After a year in which parents and children alike had to witness unconscionable government rollbacks on climate action, it’s exciting to know that young people may have their day in court on this issue as soon as next month.
The Ninth Circuit Court of Appeals is expected to rule very soon on whether Juliana v. United States, a lawsuit filed in 2015 on behalf of 21 young people, can proceed to trial in February—or whether to grant the Trump Administration’s extraordinary effort to block it.
At issue in the case, in the words of United States District Judge Ann Aiken: “Has the government so profoundly damaged our home planet that they threaten [the plaintiffs’] constitutional right to life and liberty?”
It’s a novel and ambitious suit that takes on some powerful opponents, which, not surprisingly, has elicited some powerful opposition before even getting to court.
What the Children Allege
Here are the young plaintiffs’ charges, profound in their straightforwardness:
- The government has known for decades that carbon dioxide pollution has been causing catastrophic climate change and has failed to take necessary action to curtail fossil fuels emissions.
- The government has taken action or failed to take action that has resulted in increased carbon pollution through fossil fuel extraction, production, consumption, transportation, and exportation.
- The government’s actions and omissions make it extremely difficult for the young plaintiffs to protect their natural systems and a livable world.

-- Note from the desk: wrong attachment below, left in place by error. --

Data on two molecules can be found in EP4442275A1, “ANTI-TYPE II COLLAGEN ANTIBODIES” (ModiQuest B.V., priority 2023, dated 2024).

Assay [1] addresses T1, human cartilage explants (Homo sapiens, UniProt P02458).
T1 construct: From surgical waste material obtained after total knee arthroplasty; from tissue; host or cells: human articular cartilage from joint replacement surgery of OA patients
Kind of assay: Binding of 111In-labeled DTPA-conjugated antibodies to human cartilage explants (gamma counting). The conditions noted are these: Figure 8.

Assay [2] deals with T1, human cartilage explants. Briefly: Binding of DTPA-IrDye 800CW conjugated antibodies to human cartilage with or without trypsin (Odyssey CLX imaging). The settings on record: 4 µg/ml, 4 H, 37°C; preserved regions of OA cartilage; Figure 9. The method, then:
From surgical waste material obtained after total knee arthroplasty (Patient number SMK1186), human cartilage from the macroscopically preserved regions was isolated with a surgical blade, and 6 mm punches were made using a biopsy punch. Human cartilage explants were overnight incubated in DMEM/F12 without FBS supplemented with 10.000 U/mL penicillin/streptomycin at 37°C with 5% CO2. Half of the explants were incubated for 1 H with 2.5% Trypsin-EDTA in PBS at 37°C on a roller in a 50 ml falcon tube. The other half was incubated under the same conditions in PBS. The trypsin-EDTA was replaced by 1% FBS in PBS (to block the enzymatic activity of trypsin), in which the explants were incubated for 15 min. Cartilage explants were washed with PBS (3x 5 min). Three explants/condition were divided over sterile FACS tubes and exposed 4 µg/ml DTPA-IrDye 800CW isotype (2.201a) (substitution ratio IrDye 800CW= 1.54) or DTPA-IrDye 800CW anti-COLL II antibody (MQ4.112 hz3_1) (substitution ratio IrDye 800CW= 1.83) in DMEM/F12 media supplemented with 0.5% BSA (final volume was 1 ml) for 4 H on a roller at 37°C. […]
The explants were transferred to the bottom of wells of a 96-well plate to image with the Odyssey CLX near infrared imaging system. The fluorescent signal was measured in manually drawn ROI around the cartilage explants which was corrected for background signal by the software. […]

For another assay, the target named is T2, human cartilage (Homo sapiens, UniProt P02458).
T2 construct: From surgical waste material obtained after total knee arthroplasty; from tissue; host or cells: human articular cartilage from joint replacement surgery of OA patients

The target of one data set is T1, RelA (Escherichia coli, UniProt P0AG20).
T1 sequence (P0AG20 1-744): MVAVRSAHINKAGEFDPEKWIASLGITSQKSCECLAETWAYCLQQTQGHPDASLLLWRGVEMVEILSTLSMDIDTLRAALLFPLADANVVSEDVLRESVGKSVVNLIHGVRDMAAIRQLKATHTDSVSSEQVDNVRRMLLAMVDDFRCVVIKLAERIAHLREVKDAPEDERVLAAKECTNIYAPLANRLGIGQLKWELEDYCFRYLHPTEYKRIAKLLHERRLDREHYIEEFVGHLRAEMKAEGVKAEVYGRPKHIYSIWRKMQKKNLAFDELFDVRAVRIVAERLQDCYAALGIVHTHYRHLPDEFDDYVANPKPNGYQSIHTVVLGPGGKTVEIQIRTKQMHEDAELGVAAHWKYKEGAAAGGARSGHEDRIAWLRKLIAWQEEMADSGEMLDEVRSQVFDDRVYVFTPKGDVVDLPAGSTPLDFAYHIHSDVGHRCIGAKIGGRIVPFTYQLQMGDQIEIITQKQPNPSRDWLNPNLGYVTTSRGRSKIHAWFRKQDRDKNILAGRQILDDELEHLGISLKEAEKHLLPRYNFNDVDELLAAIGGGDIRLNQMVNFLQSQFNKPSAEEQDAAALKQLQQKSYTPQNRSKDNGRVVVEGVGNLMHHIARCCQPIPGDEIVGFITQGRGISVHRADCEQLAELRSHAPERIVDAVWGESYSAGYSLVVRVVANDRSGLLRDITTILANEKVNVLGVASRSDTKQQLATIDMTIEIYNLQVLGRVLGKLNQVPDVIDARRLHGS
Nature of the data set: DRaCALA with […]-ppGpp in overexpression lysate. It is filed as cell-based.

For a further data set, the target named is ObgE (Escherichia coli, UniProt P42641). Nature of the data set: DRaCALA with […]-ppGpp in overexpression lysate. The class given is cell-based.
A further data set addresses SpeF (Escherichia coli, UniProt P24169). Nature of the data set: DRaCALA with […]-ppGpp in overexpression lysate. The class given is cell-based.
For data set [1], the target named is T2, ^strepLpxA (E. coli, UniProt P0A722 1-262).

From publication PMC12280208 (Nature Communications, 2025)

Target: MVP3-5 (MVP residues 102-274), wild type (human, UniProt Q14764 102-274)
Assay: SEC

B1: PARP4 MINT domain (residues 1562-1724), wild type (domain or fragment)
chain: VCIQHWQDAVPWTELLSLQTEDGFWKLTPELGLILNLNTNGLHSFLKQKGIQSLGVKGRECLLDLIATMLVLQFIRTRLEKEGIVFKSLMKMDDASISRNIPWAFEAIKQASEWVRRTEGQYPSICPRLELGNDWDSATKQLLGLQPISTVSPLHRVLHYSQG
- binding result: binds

- The government’s actions infringe on their right to life and liberty. They also violate their (a) due process rights, (b) equal protection rights by denying them protections afforded to previous generations and favoring short-term economic interests of certain citizens, and (c) implicit right to a stable climate.
- The government has violated a public trust doctrine by denying future generations essential natural resources.
Their demand: Immediate action to restore energy balance, and implementation of a plan to put the nation on a trajectory that (if also adhered to by other emitters) will reduce carbon dioxide emissions to safe levels by 2100.
Efforts to Silence the Young People’s Case
After the suit was filed in an Oregon District Court, the federal government and fossil fuel industry both filed motions to have the case dismissed. But in November 2016, Ann Aiken, United States District Judge, denied both motions.
The fossil fuel industry, through its trade associations (the National Association of Manufacturers, the American Fuel and Petrochemical Manufactures, and the American Petroleum Institute) sought to withdraw their opposition.
But the federal government, in June 2017, took an extraordinary measure of filing a petition for writ of mandamus—effectively asking the United States Court of Appeals for the Ninth Circuit to overturn the lower court’s motion to proceed.
On Dec. 11, three Ninth Circuit judges in San Francisco heard the government’s lawyers argue that there’s no fundamental right to “a climate system capable of sustaining human life.”
If the courts were to find that this “amorphous and sweeping” right does exist, they argued, it would create an impossible situation, with indefinite judicial review of “all federal policy decisions related to fossil fuels, energy production, alternative energy sources, public lands, and air quality standards,” as Ephrat Livni reported in Quartz.
Legal observers said that it appeared likely that the Ninth Circuit Court would send the case back to the district court in Oregon—allowing it to proceed. (One of the three judges, the one who seemed most sympathetic to the government’s case, has since resigned.)
The decision is expected any day. Stay tuned!